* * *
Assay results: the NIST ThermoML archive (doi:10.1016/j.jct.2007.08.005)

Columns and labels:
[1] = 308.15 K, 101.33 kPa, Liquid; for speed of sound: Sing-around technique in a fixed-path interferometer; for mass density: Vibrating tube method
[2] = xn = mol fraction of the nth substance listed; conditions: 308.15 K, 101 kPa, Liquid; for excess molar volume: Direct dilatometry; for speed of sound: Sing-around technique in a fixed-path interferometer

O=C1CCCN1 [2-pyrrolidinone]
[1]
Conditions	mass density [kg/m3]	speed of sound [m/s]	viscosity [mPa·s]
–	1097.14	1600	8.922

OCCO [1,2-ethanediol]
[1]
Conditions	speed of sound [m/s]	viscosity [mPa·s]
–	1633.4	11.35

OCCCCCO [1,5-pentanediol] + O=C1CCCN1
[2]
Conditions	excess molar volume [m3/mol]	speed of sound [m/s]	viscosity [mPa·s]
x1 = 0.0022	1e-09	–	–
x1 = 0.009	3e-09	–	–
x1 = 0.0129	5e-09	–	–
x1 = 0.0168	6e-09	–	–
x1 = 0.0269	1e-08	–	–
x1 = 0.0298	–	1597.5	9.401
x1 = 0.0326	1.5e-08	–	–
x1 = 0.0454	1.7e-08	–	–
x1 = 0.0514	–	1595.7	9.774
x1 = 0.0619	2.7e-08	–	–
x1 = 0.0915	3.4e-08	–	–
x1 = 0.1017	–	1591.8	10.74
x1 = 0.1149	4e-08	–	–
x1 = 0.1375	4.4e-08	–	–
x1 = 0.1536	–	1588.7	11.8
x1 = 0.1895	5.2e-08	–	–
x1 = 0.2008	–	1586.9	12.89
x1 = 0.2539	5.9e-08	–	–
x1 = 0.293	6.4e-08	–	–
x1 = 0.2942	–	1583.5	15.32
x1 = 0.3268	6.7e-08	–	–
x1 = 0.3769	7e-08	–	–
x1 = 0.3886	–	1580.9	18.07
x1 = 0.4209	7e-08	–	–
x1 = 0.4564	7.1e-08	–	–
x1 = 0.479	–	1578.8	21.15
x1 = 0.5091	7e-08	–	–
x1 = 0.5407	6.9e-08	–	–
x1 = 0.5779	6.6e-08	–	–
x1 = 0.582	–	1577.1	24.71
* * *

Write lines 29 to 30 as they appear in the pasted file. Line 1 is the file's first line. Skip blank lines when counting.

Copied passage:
x1 = 0.1375	4.4e-08	–	–
x1 = 0.1536	–	1588.7	11.8